Rachel Holland, soprano & Jeremy Reger, piano


Opera CNU presents The Impresario & Amahl and the Night Visitors
Music and Theatre Hall, Ferguson Center
December 6 & 7, 2013
Review by John Campbell

Choosing to pair W.A. Mozart’s (1756-1791) comic singspiel (spoken dialogue connected songs) from 1786, The Impresario, with Gian-Carlo Menotti’s Amahl and the Night Visitors from 1951, a Christmas season favorite, made a full and lively evening of entertainment.

Beginning as Schauspieldirektor, the version we saw, re-titled in a new English translation by Greg Thompson, The Impresario was also directed by Mr. Thompson. The set was “a dingy rehearsal studio that doubles as the impresario’s office inside the once-opulent Newcourt theater.” A huge window that dominated the set showed a wide New York cityscape. The stage-left entrance was near the grand piano and a modest office with desk and filing cabinet was to the right.

The plot describes the rivalry of two prima donnas for top billing and the biggest salary for Newcourt Opera’s coming season. The theater manager, Mr. Goodman (Connor Grief) is packing up his desk, about to retire to a farm he has just purchased when Mr. Flush (as in lots of cash), played by Hunter Torggler, arrives and offers to contribute half a million dollars for the new season if they will feature his mature lady friend Madame Cantrill (Alexandra Astete) as prima donna. Goodman’s meddlesome assistant, Dicker, was played by Greg Montgomery, a comedic natural who keeps the verbal interchanges light and lively. Minton, the pianist, is Dr. Jeremy Reger, the opera’s music director, and is fall-guy for many of Dicker’s jokes. Details of the deal are in process when Flush shows-up with a second lady friend, Ms. Prentiss (Jeanette Corey), as in vocal apprentice. In the end the impresario comes up with a plan that satisfies all of them. Along the way there is some fine singing, accompanied by Mr. Reger on piano. Ms. Cantrill offers a sample of her ability in a sentimental vein, dressed to the nines in fur and diamonds and a sophisticated blue-gray dress. Ms. Prentiss, with attitude, sings a brighter rondo wearing a bright-red lace dress and pumps to match worthy of an “America’s Got Talent” competition.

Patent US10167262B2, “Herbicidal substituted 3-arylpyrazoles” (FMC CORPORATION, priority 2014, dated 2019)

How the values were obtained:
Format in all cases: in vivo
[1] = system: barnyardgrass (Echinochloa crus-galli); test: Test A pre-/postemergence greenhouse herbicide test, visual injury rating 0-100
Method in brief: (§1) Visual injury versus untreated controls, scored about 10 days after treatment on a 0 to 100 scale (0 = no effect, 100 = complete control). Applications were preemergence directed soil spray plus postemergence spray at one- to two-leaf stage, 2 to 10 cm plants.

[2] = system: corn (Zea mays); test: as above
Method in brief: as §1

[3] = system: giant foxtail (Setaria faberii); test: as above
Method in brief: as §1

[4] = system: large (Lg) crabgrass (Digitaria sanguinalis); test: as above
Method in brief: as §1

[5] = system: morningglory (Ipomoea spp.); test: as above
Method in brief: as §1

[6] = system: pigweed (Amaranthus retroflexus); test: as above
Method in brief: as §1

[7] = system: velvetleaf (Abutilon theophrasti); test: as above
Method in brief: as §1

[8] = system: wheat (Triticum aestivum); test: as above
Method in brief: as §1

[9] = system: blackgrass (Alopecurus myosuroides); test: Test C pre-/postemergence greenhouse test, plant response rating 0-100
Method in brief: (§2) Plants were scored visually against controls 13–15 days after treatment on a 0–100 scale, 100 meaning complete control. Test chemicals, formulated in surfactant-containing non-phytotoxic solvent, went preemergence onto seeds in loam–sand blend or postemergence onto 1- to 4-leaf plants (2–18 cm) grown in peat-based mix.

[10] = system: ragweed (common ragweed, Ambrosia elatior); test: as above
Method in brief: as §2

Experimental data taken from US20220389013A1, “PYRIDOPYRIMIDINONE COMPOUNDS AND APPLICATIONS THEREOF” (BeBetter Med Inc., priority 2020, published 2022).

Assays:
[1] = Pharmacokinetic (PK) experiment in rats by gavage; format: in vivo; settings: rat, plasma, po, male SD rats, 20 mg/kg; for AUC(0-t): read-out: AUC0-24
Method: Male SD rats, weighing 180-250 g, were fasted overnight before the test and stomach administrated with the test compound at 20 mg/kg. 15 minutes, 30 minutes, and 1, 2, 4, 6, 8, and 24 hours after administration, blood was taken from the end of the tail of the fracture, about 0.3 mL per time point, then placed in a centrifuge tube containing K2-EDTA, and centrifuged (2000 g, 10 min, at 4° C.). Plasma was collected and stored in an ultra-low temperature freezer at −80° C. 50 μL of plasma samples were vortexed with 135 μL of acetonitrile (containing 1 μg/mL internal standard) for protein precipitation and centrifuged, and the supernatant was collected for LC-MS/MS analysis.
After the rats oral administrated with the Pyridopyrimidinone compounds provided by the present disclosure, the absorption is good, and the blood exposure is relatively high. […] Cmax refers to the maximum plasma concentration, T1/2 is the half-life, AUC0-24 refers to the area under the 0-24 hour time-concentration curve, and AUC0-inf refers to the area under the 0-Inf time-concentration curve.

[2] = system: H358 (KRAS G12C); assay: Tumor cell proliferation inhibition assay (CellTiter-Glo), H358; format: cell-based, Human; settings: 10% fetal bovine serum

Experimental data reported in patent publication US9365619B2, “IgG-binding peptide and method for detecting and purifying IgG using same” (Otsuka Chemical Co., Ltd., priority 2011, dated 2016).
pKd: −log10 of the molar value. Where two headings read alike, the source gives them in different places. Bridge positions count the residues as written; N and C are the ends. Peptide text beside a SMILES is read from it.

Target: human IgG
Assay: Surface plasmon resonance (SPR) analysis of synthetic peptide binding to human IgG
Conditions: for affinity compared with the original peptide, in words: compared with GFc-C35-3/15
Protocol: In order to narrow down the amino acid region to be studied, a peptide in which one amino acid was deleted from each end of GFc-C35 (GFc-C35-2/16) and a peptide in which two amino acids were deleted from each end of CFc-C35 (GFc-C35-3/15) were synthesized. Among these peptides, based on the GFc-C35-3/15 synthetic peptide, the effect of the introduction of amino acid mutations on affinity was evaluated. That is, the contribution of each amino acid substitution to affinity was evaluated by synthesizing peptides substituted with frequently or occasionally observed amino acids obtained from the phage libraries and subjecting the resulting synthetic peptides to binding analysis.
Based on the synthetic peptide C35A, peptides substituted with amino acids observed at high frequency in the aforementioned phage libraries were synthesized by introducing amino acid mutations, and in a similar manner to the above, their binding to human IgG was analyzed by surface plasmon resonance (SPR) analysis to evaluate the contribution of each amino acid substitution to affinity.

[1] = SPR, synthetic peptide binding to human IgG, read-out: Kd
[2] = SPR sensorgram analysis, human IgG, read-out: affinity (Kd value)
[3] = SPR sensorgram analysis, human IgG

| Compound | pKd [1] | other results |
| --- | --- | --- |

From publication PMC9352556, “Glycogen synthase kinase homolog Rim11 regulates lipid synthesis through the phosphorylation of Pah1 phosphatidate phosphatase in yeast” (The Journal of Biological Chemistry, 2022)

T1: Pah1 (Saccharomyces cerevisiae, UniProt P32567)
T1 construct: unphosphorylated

A fine trio by the women and tenor Mr. Flush dissipates the tension created by the very sarcastic dueling sopranos. Add the fine baritone of Dicker and we had a quartet that wrapped it all up, proving once and for all that the tiresome assistant who longs to perform really can sing. It was an excellent performance by all.